[Steven Melendez]

Baton Rouge is Greener Than You’d Think: Nature Sights to Visit in LA’s Capital Area

09:00 September 17, 2021
By: Steven Melendez

If your experience in nature in the Baton Rouge region has been limited to walking around the Louisiana State University campus, and perhaps the area around the State Capitol building, you're simply missing out. The capital and surrounding region are home to a variety of parks, trails, and nature centers, including some right in the heart of the city, that are worth exploring whenever you're in town. Check out the various park agencies' websites for details on opening hours and, if you have a dog, which parks allow them on leash. Keep in mind that unlike parks in New Orleans, many of these facilities don't allow alcohol. Here are a few of the most beautiful parks in Baton Rouge.

Bluebonnet Swamp Nature Center

10503 N. Oak Hills Pkwy., Baton Rouge

Bluebonnet, run by the Baton Rouge-area park and recreation district known as BREC, boasts a scenic network of easy-to-walk trails and wooden boardwalks wending their way through a swamp and forest. There's also an indoor nature center with live animals like reptiles on display, information about the ecosystems of the region, and an interesting collection of bird decoys. A gift shop offers postcards and other items with a heavy emphasis on nature-related children's toys. Admission is $3 for adults and $2 for kids under 18. Keep in mind that dogs are only allowed on designated days.

Port Hudson State Historic Site

236 U.S. Highway 61 Jackson

Port Hudson, which overlooks the Mississippi River, was the site of a grisly Civil War conflict in 1863, considered the longest siege in U.S. military history, with the Union ultimately seizing the strategically important site after losses on both sides. Plaques throughout this site commemorate and point out facets of the siege, and the park hosts an annual reenactment, but it's also the site of six miles of walking trails through country that's unusually hilly for southeastern Louisiana. Visit the pair of observation towers in the park to get a view of the battlefield and the surrounding countryside. Admission is $4 per person.

Burden Museum & Gardens

4560 Essen Ln. Baton Rouge

This sprawling complex affiliated with Louisiana State University (but not on its main campus) is close enough to Interstate 10 that highway sounds are audible at some points within. After a bit of wandering, however, you'll forget that you're in the city at all. The botanical gardens highlight beautiful flowers, and there's a historic Museum of Rural Life on site, but the real treasure is the trail system that winds its way through the woods, including one of the most beautiful swamp boardwalks in the region. The Barton Arboretum, accessible by car or by walking the trails, contains a tranquil pond, a variety of trees including pine and live oak, and a camellia garden. There's a $10 admission fee for the Rural Life Museum, but access to the gardens and trails is free. Dogs are allowed on leash.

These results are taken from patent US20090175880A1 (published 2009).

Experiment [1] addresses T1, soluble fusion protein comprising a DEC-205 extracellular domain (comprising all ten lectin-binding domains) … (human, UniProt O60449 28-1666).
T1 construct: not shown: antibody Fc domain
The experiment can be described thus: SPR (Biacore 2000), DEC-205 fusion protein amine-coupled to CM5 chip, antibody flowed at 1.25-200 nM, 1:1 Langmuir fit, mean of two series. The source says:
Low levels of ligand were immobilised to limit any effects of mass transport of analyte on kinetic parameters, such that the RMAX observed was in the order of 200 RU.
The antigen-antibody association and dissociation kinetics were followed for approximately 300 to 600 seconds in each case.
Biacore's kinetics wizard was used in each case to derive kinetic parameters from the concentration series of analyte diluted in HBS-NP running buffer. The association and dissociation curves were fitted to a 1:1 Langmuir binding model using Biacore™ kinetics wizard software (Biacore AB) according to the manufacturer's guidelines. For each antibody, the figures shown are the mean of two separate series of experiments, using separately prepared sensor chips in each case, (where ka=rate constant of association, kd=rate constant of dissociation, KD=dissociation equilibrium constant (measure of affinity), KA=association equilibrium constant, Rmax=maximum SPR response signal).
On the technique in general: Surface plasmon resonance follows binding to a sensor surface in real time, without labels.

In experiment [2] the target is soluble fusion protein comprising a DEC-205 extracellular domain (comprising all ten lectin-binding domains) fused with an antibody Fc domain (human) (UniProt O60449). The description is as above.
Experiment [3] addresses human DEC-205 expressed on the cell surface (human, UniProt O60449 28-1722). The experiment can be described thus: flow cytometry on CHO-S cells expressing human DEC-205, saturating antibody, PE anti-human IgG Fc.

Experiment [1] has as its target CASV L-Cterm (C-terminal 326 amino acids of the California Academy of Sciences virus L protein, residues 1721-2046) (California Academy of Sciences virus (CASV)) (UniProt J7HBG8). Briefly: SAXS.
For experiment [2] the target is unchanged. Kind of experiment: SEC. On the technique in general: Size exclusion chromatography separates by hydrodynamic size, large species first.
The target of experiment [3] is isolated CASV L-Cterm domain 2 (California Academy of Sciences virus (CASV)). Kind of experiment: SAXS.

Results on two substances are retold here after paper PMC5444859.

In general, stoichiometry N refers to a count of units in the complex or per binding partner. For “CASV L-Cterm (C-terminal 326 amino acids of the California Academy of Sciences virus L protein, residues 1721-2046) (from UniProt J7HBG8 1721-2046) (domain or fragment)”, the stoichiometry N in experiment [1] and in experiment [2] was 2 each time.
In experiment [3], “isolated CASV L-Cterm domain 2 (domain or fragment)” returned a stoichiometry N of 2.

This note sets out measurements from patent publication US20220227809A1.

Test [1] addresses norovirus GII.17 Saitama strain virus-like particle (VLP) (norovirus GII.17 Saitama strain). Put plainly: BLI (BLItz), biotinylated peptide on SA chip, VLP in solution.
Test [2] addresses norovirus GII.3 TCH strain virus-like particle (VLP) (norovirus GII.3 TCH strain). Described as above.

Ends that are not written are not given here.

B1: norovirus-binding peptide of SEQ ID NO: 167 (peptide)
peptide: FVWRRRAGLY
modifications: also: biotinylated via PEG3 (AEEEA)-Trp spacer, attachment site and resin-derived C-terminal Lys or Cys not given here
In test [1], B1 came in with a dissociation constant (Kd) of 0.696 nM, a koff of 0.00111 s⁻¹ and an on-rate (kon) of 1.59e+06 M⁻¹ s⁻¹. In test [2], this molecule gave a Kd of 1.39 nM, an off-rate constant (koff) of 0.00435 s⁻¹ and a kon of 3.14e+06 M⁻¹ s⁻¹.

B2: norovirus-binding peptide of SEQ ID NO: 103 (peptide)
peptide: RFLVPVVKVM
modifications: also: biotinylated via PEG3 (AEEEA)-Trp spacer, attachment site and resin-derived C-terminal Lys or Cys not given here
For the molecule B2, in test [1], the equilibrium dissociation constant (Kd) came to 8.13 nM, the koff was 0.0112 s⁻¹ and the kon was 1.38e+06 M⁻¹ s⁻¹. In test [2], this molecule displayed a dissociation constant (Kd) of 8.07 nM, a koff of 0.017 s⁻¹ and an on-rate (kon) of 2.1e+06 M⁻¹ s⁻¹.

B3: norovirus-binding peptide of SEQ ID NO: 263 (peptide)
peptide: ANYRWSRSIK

Mary Ann Brown Preserve

13515 Louisiana Route 965 St. Francisville

Scenic forested and lakeside trails wind through this park on the edge of Louisiana's Tunica Hills, meaning a bit more elevation than New Orleanians are often used to. The park is quite beautiful and not too heavily trafficked, and you can spot animals like rabbits and chipmunks scampering through. Trails can at times be muddy or partly blocked by fallen trees and branches after storms. Lovely but sticky spider webs can also stretch between the trees, so be careful not to get stuck. Dogs are allowed on leash, and there's no admission fee.

Frenchtown Road Conservation Area

17819 Frenchtown Rd. Greenwell Springs

This is the BREC system's largest park, and its network of trails offers plenty to look at in terms of trees, birds (often more audible than visible), and seasonal wildflowers. Stroll down to where the trails overlook the Amite River for a scenic and highly photographable view, or take a shortcut along the railroad line on the edge of the park down to a beach area along the river where families enjoy picnicking. The trails can flood, so wear appropriate footwear if it's been raining and be prepared to turn around if the trails are impassable. Keep in mind that dogs are not allowed in the park. There's no admission fee.

Independence Community Park

7500 Independence Blvd. Baton Rouge

Located near the geographic center of East Baton Rouge Parish, Independence Community Park might be best known as home to the main branch of the local public library system. It's also home to a sprawling botanical garden with sections devoted to colorful plants including roses, ginger, irises, and day lilies. Make sure to check out the whimsical, racehorse-style names of some of the flower varieties, from Louisiana monikers like "Cool Jazz" and "Red Beans" to more mysterious names like "Heartbreak Warfare" and "Disappointed Child." A playground is also available for kids, and The Garden Cafe offers sandwiches, soups, salads, and drinks next to the library. Admission is free.

Blackwater Conservation Area

9385 Blackwater Rd. Baker

A onetime gravel pit converted into a park, BREC's Blackwater Conservation Area offers a network of trails wending their way along a set of scenic lakes and ponds, where residents also enjoy fishing as rabbits hop around nearby. Stroll down the paths to the Comite River, or simply relax along the water. Dogs are allowed on leash, and restroom facilities are available at the trailhead. There's no charge to enter the park.

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